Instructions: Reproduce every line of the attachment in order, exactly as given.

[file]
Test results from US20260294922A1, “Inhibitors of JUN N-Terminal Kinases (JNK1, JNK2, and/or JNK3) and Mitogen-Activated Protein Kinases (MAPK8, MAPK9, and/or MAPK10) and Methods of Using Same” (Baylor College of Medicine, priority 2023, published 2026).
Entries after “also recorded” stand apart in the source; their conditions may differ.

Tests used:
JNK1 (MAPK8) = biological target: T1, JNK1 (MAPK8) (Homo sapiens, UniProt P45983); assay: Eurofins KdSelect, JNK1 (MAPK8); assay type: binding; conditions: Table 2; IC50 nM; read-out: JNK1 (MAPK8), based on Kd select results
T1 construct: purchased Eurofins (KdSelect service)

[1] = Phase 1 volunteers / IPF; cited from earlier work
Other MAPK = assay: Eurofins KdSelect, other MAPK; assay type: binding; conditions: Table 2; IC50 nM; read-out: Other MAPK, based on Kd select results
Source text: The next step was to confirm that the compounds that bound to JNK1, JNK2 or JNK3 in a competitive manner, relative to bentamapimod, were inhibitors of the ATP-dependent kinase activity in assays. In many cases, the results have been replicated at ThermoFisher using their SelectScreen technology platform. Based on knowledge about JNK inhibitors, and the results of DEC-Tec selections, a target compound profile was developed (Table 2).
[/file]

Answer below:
Test results from US20260294922A1, “Inhibitors of JUN N-Terminal Kinases (JNK1, JNK2, and/or JNK3) and Mitogen-Activated Protein Kinases (MAPK8, MAPK9, and/or MAPK10) and Methods of Using Same” (Baylor College of Medicine, priority 2023, published 2026).
Entries after “also recorded” stand apart in the source; their conditions may differ.

Tests used:
JNK1 (MAPK8) = biological target: T1, JNK1 (MAPK8) (Homo sapiens, UniProt P45983); assay: Eurofins KdSelect, JNK1 (MAPK8); assay type: binding; conditions: Table 2; IC50 nM; read-out: JNK1 (MAPK8), based on Kd select results
T1 construct: purchased Eurofins (KdSelect service)

[1] = Phase 1 volunteers / IPF; cited from earlier work
Other MAPK = assay: Eurofins KdSelect, other MAPK; assay type: binding; conditions: Table 2; IC50 nM; read-out: Other MAPK, based on Kd select results
Source text: The next step was to confirm that the compounds that bound to JNK1, JNK2 or JNK3 in a competitive manner, relative to bentamapimod, were inhibitors of the ATP-dependent kinase activity in assays. In many cases, the results have been replicated at ThermoFisher using their SelectScreen technology platform. Based on knowledge about JNK inhibitors, and the results of DEC-Tec selections, a target compound profile was developed (Table 2).